MATI, Greece—A wildfire killed at least 60 people and injured scores more as it swept through a small resort town near Athens, trapping families with children behind walls of smoke and flames as they tried to flee to the beach.
The fire in Mati was by far Greece’s worst since flames devastated the southern Peloponnese peninsula in August 2007, killing dozens. It broke out late afternoon on July 23 and was still burning in some areas on July 24.
People scrambled to the sea as the blaze closed in near the shore. Hundreds were rescued by passing boats but the fire moved too fast for others.
“I was briefed by a rescuer that he saw the shocking picture of 26 people tightly huddled in a field some 30 meters from the beach,” Nikos Economopoulos, head of Greece’s Red Cross, told Skai TV.
“They had tried to find an escape route but unfortunately these people and their kids didn’t make it in time,” he said.
A Reuters photographer saw at least four dead on a narrow road clogged with cars heading to a nearby beach and heard reports of several more casualties.
“Residents and visitors in the area did not escape in time even though they were a few meters from the sea or in their homes,” fire brigade spokeswoman Stavroula Maliri said.
Mati is in the eastern Rafina region, a popular spot for Greek holiday-makers, particularly pensioners and children at camps, 29 km (18 miles) east of the capital.
The 26 deaths came on top of the more than 20 reported by government spokesman Dimitris Tzanakopoulos earlier on July 24.
One of the youngest victims was thought to be a six-month-old baby who died of smoke inhalation, officials said. Of the 156 people injured, 11 were in intensive care, they added.
The coastguard said four more bodies were retrieved from the sea. In total, coastguard and other vessels rescued 696 people who had fled to beaches. Boats plucked another 19 people alive from the water.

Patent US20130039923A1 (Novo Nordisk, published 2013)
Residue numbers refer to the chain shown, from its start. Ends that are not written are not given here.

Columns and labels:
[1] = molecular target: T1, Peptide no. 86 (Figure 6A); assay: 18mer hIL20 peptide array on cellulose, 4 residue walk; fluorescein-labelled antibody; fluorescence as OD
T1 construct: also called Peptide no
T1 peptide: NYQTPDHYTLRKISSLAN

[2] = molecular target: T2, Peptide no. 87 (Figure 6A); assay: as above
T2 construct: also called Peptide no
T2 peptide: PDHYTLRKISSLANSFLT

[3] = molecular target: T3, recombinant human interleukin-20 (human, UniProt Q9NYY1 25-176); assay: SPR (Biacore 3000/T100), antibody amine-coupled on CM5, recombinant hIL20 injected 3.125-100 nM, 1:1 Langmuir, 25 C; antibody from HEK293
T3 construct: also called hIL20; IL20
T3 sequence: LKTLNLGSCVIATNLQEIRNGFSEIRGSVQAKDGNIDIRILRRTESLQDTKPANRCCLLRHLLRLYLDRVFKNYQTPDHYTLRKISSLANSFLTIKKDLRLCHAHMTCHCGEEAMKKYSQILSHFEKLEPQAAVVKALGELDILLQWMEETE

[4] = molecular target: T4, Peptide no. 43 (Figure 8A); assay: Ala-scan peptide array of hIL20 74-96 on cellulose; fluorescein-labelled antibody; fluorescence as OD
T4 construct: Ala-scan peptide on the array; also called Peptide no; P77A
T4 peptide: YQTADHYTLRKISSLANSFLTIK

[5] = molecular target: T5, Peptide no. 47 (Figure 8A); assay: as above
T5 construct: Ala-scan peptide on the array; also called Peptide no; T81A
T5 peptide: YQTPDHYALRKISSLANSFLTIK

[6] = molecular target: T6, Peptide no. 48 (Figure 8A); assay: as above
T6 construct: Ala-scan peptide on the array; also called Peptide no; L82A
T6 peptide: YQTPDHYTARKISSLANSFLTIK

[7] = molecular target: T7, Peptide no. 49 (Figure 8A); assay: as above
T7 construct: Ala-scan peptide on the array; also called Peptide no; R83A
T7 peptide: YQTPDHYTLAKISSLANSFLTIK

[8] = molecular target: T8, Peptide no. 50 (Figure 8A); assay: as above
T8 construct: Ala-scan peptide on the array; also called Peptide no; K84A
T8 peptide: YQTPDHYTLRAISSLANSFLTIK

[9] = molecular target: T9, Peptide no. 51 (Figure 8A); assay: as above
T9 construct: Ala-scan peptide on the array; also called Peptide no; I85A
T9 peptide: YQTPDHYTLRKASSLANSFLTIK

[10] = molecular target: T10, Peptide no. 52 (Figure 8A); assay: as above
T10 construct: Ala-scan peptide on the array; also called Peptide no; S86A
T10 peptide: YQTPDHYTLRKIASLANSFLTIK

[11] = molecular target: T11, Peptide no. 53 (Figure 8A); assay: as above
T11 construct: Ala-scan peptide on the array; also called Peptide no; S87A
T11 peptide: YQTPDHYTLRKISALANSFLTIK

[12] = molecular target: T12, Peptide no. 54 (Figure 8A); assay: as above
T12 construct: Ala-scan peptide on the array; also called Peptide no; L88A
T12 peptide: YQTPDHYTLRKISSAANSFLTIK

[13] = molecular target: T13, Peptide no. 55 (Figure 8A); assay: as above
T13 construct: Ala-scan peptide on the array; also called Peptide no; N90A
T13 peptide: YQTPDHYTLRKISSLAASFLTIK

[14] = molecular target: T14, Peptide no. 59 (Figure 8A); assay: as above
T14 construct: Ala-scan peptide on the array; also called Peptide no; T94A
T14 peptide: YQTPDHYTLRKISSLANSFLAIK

Greece’s fire brigade said the intensity and spread of the wildfire at Mati had slowed on Tuesday as winds died down, but it was still not fully under control. The service urged residents to report missing relatives and friends.
White smoke rose from smoldering fires in parts of Mati early on July 24. Burned-out cars were scattered outside gated compounds where three- and four-story buildings bore signs of fire damage.
“It is a difficult night for Greece,” said Prime Minister Alexis Tsipras, looking pale after returning from a visit to Bosnia.
Greece issued an urgent appeal for help to tackle fires that raged out of control in several places across the country, destroying homes and disrupting major transport links.
Cyprus and Spain offered assistance after Greece said it needed air and land assets from European Union partners.
Newspaper printed banner headlines including “killer fire” and “hell” and reported fears the death toll would climb.
Authorities said they would use an unmanned drone from the United States to monitor and track any suspicious activity.
Tsipras and Greek officials have expressed misgivings at the fact that several major fires broke out at the same time.
Wildfires are not uncommon in Greece, and a relatively dry winter helped create the current tinder-box conditions. It was not immediately clear what ignited the fires.
A hillside of homes was gutted by flames east of Athens. A mayor said he saw at least 100 homes and 200 vehicles burning.
Earlier on Monday, Greek authorities urged residents of a coastal region west of Athens to abandon their homes as another wildfire burned ferociously, closing one of Greece’s busiest motorways, halting train links and sending plumes of smoke over the capital.
The main Athens-Corinth motorway, one of two road routes to the Peloponnese peninsula, was closed and train services were canceled.
By Vassilis Triantafyllou and George Georgiopoulos